At the front-end Wilwood front hubs are used with16-inch wheels shod with 175 or 185 high speed rated tyres. Wilwood discs and two or four pot callipers are used. Steering arms are either round tube or aerofoil section type. The standard front track is 74-inches but an 80-inch track can be specified for racing and track day application. A single centrally mounted spring over an adjustable shock absorber provides the front suspension. Adjustable front wings are fitted which allow the user to adjust front down force to suit their driving requirements to maximise front-end grip.

Like every other small manufacturer it seems, it's hoped that a one make series can be started and every customer will be invited to join the series although demonstration track days are planned this year.

Car style steering wheel and conventional clutch, brake and accelerator pedals with steering column mounted paddle shift sequential gear levers and a handbrake are housed within the driver’s cockpit. A Kirkey driver’s seat with full five-point harness is also used. The instruments, taken from the donor bike, are mounted conventionally as in a car. The driving position is low to the ground and gives a full racing position.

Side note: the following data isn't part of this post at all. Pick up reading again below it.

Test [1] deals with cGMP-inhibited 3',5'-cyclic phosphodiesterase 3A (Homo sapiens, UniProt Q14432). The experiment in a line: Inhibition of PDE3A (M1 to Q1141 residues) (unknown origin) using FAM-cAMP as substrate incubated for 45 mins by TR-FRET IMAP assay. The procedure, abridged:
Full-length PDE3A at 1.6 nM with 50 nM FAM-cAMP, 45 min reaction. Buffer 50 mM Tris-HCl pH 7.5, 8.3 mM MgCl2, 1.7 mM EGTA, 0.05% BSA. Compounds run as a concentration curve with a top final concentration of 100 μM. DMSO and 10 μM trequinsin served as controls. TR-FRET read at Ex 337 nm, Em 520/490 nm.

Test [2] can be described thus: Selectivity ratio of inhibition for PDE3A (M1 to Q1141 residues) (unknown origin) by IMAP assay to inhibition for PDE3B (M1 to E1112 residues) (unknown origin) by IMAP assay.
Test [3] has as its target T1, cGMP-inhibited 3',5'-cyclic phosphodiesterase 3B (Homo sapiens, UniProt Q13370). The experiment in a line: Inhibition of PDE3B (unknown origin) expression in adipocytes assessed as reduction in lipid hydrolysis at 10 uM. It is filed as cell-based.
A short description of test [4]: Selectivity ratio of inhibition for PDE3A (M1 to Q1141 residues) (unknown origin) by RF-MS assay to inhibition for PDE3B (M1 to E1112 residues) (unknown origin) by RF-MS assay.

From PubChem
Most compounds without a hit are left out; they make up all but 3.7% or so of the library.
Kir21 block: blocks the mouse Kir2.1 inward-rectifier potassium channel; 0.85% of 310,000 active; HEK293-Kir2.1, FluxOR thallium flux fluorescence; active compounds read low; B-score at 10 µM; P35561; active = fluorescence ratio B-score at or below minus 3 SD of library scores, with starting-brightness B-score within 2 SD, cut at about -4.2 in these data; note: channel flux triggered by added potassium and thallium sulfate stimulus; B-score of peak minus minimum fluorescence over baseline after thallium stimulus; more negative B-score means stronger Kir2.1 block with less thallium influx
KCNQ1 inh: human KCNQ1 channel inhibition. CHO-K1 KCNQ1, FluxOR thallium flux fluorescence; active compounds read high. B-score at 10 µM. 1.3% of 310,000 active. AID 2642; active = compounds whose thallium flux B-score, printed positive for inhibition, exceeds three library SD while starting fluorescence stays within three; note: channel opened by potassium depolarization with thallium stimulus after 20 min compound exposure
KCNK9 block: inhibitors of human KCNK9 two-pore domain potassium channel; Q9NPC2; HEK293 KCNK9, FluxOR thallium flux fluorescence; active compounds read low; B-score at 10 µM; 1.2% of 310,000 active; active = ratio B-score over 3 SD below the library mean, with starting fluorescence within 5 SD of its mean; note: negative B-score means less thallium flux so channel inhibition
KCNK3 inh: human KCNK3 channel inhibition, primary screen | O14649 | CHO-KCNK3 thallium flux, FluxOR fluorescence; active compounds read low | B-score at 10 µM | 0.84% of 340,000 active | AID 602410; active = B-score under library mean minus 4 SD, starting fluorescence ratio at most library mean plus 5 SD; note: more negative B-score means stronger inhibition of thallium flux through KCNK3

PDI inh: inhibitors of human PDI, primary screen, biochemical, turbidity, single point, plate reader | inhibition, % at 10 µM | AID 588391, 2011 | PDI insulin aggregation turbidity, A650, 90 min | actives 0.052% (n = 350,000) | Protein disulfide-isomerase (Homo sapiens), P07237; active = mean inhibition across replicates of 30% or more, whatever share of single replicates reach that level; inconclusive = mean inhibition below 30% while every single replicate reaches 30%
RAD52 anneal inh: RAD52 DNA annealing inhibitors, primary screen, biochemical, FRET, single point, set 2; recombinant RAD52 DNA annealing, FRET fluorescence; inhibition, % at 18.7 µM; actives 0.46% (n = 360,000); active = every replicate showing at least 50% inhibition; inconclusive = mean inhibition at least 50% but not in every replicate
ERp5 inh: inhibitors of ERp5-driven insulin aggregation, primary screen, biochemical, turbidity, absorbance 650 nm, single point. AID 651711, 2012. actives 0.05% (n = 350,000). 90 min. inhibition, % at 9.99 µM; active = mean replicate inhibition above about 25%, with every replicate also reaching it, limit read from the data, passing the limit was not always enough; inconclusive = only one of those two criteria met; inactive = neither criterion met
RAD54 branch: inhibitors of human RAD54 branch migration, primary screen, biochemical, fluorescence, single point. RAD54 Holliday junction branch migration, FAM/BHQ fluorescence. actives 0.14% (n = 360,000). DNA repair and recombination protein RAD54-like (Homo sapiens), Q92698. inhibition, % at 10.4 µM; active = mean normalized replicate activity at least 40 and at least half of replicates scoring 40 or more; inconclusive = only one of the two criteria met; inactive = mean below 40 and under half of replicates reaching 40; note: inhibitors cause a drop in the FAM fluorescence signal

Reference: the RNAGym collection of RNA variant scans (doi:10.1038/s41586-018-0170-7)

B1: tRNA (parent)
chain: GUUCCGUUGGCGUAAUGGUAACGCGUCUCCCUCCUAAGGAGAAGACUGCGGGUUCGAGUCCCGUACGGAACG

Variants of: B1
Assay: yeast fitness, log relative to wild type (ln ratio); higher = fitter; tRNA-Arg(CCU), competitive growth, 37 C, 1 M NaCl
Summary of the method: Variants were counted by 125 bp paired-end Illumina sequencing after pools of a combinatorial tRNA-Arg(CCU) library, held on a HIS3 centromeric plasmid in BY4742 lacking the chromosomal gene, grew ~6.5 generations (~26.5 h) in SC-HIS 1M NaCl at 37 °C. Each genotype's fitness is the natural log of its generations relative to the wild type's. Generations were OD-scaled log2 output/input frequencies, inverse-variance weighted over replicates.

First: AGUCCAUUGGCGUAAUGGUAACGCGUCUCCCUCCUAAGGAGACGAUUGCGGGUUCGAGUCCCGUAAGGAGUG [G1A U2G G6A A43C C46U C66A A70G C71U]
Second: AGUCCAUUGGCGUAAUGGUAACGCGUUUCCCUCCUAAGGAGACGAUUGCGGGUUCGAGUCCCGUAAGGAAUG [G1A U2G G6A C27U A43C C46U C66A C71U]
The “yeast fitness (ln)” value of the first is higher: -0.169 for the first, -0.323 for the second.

Because it is an open top single seat three-wheel a crash helmet is not a legal requirement but Mackenzie says, "A driver would be mad not to wear one considering the acceleration and speed of the vehicle. Who wants to end up eating flies?"

Once assembled, the 13 foot long aerodynamic bodyshell is lifted on to the chassis. This can be done by two people. The body is located in position with easy release fasteners and it can be removed for routine serving of mechanical components and the bike’s engine and gearbox.